Great EgretIn nature only very few things are of pure white. Well, there are milk and snow , and of course white birds. A long time human being had to live with earthy tones, before technical progress brought us bleach and white color. White in the natural environment was unusual and therefore all the more fascinating .

There was no white heron in Germany when I was a kid. In general, there were very little egrets or herons. Herons were followed up in the 80s as a fish predator. The name “Fischreiher” (fishing heron) for the Grey Heron (Ardea cinerea) can be found even today in zoological textbooks. The Great Egret (Casmerodius albus) has spread only in the last few decades in Germany. The population is on the rise in Germany for about twenty years. First as a winter visitor the first nest could be detected in 2012 in the north of Germany. The first definite breeding record for the egret in Germany involved two couples who had settled in a colony of Grey Herons. Egrets are not part of traditional fauna of the country. The people , therefore sometimes mess up identification with storks and cranes . Of course, the Herons do not dance – just as those shown in the gallery – nor does the Spoonbill (Platalea leucorodia) dance on the images but they do follow each other. For fun or to secure their feeding territory? Who knows?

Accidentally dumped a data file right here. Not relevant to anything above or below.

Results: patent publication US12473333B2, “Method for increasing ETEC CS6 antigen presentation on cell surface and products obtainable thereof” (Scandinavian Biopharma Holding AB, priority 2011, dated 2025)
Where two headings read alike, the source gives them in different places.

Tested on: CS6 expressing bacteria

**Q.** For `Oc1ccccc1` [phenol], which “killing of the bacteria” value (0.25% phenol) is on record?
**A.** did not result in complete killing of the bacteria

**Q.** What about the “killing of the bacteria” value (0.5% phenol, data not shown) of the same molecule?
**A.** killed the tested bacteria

The Great Egret is the heron with the largest geographical distribution. It is found on all continents except Continue reading Dancing Great Egret in morning fog

Birding in & around Frankfurt: The Palmengarten